Seeing a group of guerrillas ahead and thinking that it constituted the enemy’s entire force, he ordered his men to dismount, fix bayonets, and form a line of battle. In fact, he was looking at only a third of the enemy; he had ridden right into a trap. When the entire guerrilla force then revealed itself, the dismounted soldiers with muzzle loading Enfields proved no match for the revolver-wielding guerrillas on horseback. In two minutes the Battle of Centralia was over. Switzler described the results:

It was the wildest and the most merciless, and in proportion to the number of force vanquished, the most destructive of human life. Out of a total force of only about ninety, which was in line of battle, and thirty solders detailed to hold horses in the rear, one hundred and eight fell before the remorseless revolvers of [guerrilla leader George] Todd’s and Anderson’s men–men who, fresh from the horrible scenes of blood and pillage and fire at Centralia that morning, were prepared for other scenes of carnage on a larger scale in the afternoon.

Submitted by Mark S. Hudson, Executive Director of the Vermont Historical Society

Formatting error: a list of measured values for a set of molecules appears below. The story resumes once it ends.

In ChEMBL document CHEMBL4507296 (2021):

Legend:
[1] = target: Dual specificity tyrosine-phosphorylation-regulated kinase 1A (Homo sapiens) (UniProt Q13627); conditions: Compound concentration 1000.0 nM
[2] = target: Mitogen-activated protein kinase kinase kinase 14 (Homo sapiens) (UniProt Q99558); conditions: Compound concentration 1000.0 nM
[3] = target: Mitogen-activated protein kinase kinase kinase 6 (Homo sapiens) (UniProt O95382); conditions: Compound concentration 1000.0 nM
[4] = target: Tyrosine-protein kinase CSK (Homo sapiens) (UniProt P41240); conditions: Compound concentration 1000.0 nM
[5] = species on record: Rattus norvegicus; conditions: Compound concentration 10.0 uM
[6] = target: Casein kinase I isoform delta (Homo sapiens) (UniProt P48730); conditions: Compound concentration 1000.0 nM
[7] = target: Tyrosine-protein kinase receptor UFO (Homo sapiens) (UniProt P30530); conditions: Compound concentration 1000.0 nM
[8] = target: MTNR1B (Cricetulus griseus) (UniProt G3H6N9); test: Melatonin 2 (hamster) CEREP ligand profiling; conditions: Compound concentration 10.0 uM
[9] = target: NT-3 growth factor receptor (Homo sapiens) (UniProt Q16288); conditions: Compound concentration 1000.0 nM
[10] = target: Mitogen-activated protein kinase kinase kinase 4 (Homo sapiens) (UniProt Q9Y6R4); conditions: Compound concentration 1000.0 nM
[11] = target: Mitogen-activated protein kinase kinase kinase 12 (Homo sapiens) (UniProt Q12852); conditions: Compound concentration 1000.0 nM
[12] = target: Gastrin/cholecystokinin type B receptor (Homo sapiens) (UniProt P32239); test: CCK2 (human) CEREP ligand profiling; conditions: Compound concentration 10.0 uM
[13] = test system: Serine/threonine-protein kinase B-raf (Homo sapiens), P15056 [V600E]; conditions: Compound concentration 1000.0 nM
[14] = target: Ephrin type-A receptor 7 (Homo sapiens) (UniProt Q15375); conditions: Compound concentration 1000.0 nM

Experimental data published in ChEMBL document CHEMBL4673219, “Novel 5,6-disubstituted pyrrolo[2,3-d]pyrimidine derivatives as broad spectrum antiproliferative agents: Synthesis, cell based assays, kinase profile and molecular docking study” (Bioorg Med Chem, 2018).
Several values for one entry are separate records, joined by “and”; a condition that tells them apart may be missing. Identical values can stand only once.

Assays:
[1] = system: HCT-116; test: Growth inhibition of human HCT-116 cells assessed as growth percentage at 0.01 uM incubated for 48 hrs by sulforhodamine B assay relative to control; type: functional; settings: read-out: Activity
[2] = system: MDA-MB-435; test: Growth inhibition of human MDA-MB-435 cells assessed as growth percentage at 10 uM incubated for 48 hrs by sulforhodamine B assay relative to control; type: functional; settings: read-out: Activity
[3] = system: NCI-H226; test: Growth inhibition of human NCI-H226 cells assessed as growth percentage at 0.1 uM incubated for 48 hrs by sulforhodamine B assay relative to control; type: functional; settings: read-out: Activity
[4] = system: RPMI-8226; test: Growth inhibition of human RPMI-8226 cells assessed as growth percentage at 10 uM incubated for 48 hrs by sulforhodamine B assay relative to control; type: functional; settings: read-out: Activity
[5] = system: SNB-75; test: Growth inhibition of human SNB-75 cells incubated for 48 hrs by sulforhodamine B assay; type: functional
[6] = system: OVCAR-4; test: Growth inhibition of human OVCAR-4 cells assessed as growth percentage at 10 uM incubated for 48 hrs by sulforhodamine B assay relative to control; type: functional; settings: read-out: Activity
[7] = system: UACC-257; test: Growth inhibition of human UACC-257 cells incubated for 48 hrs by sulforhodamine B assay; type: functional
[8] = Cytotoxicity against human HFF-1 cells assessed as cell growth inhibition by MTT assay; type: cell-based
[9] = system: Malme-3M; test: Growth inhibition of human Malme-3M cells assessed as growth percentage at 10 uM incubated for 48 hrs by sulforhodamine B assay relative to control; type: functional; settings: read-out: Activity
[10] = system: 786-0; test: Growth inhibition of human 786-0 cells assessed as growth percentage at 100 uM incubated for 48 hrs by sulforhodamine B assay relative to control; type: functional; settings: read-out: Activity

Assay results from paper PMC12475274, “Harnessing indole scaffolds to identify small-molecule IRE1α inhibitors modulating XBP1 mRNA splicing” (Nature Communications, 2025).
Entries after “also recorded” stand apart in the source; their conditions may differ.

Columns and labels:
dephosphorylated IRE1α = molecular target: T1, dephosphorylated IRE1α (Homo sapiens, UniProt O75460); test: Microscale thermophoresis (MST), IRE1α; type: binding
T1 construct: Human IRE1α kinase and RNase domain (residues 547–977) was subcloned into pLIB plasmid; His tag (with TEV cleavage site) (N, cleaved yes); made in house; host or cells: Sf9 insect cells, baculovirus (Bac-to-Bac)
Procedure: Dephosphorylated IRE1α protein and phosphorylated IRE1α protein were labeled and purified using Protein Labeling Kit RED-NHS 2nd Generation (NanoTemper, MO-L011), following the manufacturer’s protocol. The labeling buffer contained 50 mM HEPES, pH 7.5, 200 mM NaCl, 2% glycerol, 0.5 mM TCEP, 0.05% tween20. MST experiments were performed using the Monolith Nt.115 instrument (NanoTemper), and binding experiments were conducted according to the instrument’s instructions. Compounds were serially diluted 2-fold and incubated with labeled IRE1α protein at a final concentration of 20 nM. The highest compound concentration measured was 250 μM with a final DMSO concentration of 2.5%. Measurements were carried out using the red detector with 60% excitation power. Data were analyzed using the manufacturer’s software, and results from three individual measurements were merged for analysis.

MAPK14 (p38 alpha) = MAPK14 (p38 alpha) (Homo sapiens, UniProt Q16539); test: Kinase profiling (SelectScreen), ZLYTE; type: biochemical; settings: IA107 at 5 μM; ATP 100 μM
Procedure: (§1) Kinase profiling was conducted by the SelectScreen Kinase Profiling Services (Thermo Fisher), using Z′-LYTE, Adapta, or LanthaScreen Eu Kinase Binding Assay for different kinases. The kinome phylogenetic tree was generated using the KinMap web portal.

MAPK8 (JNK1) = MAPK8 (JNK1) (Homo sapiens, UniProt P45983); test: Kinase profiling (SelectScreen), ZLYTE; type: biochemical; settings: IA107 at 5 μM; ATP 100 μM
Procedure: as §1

Lincoln Voluntarily Hires a Substitute to Fight for Him

J. Summerfield Staples, Lincoln's Substitute

J. Summerfield Staples,
Lincoln’s Substitute

The substitute papers signed by President Lincoln and Staples. Click on image to see larger.

The substitute papers signed by President Lincoln and Staples. Click on image to see larger.

September 17, 1864. Too old to be drafted and, as president, exempt from the draft, Lincoln nonetheless voluntarily hired a substitute. The president had encouraged others to do so, and so he did so himself. On October 1, 1864, Lincoln paid a “representative recruit” to fight for him — nineteen-year-old Pennsylvanian J. Summerfield Staples.

A laborer, Staples had served as another man’s substitute earlier in the war. He came to be Lincoln’s substitute by chance: he was walking down Pennsylvania Avenue and bumped into Noble D. Larner,  . . . the man whom Lincoln had asked to find an appropriate recruit. When Staples expressed interest in the job, Larner took him to the White House. There, Lincoln approved of Larner’s choice, and paid him $500.

Staples served in the Army for a year as a clerk and a guard. He died of a heart attack in 1888 at the age of 43.

SOURCE

– Submitted by Vermont Humanities Council executive director Peter A. Gilbert.


Union Soldiers Support Lincoln, Not Their Former Popular General, McClellan

 On October 1, Dolphus Damuth, Twenty-ninth Wisconsin Volunteers, wrote his sister:

Dolphus Damuth

Dolphus Damuth